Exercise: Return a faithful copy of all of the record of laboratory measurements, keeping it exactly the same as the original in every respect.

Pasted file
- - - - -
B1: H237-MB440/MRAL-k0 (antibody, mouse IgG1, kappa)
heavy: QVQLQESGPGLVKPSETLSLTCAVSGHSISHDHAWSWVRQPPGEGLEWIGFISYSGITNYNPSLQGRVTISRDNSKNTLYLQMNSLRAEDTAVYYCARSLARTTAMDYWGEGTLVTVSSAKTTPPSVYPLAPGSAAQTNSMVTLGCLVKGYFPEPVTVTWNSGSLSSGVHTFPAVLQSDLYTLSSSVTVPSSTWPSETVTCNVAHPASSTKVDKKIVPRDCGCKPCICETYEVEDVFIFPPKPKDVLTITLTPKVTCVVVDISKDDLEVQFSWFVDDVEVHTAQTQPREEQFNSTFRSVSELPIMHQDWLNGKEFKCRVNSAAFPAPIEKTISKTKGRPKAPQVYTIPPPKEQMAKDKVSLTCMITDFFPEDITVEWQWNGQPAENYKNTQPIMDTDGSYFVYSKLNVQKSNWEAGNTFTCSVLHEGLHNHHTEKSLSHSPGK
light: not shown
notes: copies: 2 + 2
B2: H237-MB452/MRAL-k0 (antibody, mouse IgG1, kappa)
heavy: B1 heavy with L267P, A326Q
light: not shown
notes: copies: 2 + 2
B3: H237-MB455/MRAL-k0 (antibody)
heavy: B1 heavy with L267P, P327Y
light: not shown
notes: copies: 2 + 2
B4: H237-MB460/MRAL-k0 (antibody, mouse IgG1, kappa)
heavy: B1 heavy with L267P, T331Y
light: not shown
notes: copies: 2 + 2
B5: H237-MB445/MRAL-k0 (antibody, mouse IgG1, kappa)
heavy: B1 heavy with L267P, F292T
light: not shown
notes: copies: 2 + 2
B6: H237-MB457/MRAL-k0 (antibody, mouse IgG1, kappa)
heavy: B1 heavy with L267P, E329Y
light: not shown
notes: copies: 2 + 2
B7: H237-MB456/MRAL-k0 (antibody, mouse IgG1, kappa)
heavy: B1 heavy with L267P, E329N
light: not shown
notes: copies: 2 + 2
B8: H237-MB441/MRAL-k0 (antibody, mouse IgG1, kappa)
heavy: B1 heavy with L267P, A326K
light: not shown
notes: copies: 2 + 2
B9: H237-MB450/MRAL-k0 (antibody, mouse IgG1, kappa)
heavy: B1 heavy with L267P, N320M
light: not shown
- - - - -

B1: H237-MB440/MRAL-k0 (antibody, mouse IgG1, kappa)
heavy: QVQLQESGPGLVKPSETLSLTCAVSGHSISHDHAWSWVRQPPGEGLEWIGFISYSGITNYNPSLQGRVTISRDNSKNTLYLQMNSLRAEDTAVYYCARSLARTTAMDYWGEGTLVTVSSAKTTPPSVYPLAPGSAAQTNSMVTLGCLVKGYFPEPVTVTWNSGSLSSGVHTFPAVLQSDLYTLSSSVTVPSSTWPSETVTCNVAHPASSTKVDKKIVPRDCGCKPCICETYEVEDVFIFPPKPKDVLTITLTPKVTCVVVDISKDDLEVQFSWFVDDVEVHTAQTQPREEQFNSTFRSVSELPIMHQDWLNGKEFKCRVNSAAFPAPIEKTISKTKGRPKAPQVYTIPPPKEQMAKDKVSLTCMITDFFPEDITVEWQWNGQPAENYKNTQPIMDTDGSYFVYSKLNVQKSNWEAGNTFTCSVLHEGLHNHHTEKSLSHSPGK
light: not shown
notes: copies: 2 + 2
B2: H237-MB452/MRAL-k0 (antibody, mouse IgG1, kappa)
heavy: B1 heavy with L267P, A326Q
light: not shown
notes: copies: 2 + 2
B3: H237-MB455/MRAL-k0 (antibody)
heavy: B1 heavy with L267P, P327Y
light: not shown
notes: copies: 2 + 2
B4: H237-MB460/MRAL-k0 (antibody, mouse IgG1, kappa)
heavy: B1 heavy with L267P, T331Y
light: not shown
notes: copies: 2 + 2
B5: H237-MB445/MRAL-k0 (antibody, mouse IgG1, kappa)
heavy: B1 heavy with L267P, F292T
light: not shown
notes: copies: 2 + 2
B6: H237-MB457/MRAL-k0 (antibody, mouse IgG1, kappa)
heavy: B1 heavy with L267P, E329Y
light: not shown
notes: copies: 2 + 2
B7: H237-MB456/MRAL-k0 (antibody, mouse IgG1, kappa)
heavy: B1 heavy with L267P, E329N
light: not shown
notes: copies: 2 + 2
B8: H237-MB441/MRAL-k0 (antibody, mouse IgG1, kappa)
heavy: B1 heavy with L267P, A326K
light: not shown
notes: copies: 2 + 2
B9: H237-MB450/MRAL-k0 (antibody, mouse IgG1, kappa)
heavy: B1 heavy with L267P, N320M
light: not shown